Is the NYC real estate market efficient

“It’s like the dog that chases the car and actually catches it,” Mr. Zak said. “It’s still not cheap, but it was fair and it was in move-in condition.” They have since installed a new kitchen, painted and brought in new rugs.

In the shifting luxury real estate market, the highest priced homes are taking longer to sell, said Laura Brady, the president and founder of Concierge Auctions, in Manhattan. The company’s Luxury Homes Index report, released earlier this month, noted that the 10 most expensive homes sold in the Hamptons last year had an average sale price of $24,079,286, and spent an average of 706.7 days on the market. Luxury homes that lingered on the market tended to go for less, selling at discounts of nearly 40 percent after six months, Ms. Brady said.

In Montauk, the 20-acre oceanfront estate that belongs to Dick Cavett, the former talk show host, has been on the market for two years. The 7,000-square-foot, six-bedroom, four-bathroom house, which was listed for $62 million in June 2017, was designed by McKim, Mead & White in the 1880s and rebuilt in 1997 after a fire, using “forensic architecture techniques” to replicate the original house with a wraparound porch and a bell tower, said Gary DePersia, an associate broker with Corcoran. The price dropped to $48.5 million last August, then Mr. DePersia re-listed it in February, for $33.95 million.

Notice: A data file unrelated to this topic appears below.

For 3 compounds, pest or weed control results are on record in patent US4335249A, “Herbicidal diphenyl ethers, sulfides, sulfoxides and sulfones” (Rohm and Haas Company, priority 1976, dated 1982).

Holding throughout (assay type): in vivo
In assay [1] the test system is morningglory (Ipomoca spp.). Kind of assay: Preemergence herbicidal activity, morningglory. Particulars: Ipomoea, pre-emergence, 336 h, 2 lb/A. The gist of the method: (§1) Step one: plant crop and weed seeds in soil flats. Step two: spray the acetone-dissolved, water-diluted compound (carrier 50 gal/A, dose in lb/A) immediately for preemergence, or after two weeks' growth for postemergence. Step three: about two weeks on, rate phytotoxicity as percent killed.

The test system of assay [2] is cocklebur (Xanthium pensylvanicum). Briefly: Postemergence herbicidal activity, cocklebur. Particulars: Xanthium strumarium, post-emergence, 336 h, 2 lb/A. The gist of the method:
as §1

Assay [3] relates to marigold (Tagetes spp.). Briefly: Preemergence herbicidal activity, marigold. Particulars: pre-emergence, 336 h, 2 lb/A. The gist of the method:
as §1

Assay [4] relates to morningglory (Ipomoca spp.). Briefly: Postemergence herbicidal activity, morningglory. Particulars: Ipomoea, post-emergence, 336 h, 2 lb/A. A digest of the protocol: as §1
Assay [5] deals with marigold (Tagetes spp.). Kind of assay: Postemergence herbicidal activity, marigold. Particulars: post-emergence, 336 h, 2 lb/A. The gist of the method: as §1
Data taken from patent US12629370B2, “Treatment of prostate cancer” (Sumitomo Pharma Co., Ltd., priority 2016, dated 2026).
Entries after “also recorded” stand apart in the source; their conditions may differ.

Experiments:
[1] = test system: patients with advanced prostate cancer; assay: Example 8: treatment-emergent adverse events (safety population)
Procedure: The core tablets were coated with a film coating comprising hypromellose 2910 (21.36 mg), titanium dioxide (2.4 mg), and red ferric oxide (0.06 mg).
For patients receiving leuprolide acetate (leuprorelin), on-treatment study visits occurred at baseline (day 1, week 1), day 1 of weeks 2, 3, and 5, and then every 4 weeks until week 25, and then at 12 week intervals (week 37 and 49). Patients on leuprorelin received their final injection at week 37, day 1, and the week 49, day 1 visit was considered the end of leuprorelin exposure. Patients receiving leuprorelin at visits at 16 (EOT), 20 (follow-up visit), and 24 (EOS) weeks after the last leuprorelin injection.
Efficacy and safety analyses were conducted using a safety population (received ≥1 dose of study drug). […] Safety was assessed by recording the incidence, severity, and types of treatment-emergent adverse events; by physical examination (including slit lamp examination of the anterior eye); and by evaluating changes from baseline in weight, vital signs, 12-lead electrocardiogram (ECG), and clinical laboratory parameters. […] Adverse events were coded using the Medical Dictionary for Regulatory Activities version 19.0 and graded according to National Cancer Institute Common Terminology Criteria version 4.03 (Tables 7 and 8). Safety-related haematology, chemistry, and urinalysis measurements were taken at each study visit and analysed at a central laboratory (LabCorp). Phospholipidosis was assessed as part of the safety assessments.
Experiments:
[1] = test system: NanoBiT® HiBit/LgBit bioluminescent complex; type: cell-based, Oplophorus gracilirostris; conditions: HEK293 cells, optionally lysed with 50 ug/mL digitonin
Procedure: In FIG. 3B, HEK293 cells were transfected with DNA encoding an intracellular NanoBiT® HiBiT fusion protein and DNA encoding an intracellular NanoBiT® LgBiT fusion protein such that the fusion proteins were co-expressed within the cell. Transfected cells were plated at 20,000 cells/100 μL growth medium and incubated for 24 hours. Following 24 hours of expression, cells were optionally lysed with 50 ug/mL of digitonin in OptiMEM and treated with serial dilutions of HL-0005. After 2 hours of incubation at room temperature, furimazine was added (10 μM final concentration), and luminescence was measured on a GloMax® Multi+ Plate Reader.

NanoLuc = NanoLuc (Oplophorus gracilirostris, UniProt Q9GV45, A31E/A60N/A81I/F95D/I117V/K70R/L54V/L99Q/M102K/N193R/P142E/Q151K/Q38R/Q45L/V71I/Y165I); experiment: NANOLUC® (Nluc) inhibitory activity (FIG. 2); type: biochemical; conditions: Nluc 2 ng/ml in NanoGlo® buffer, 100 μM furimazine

“They are motivated sellers,” Mr. DePersia said. “Where are you going to get 20 acres with 900 feet of oceanfront and utter privacy with a historic house for that kind of money in the Hamptons? You are not.”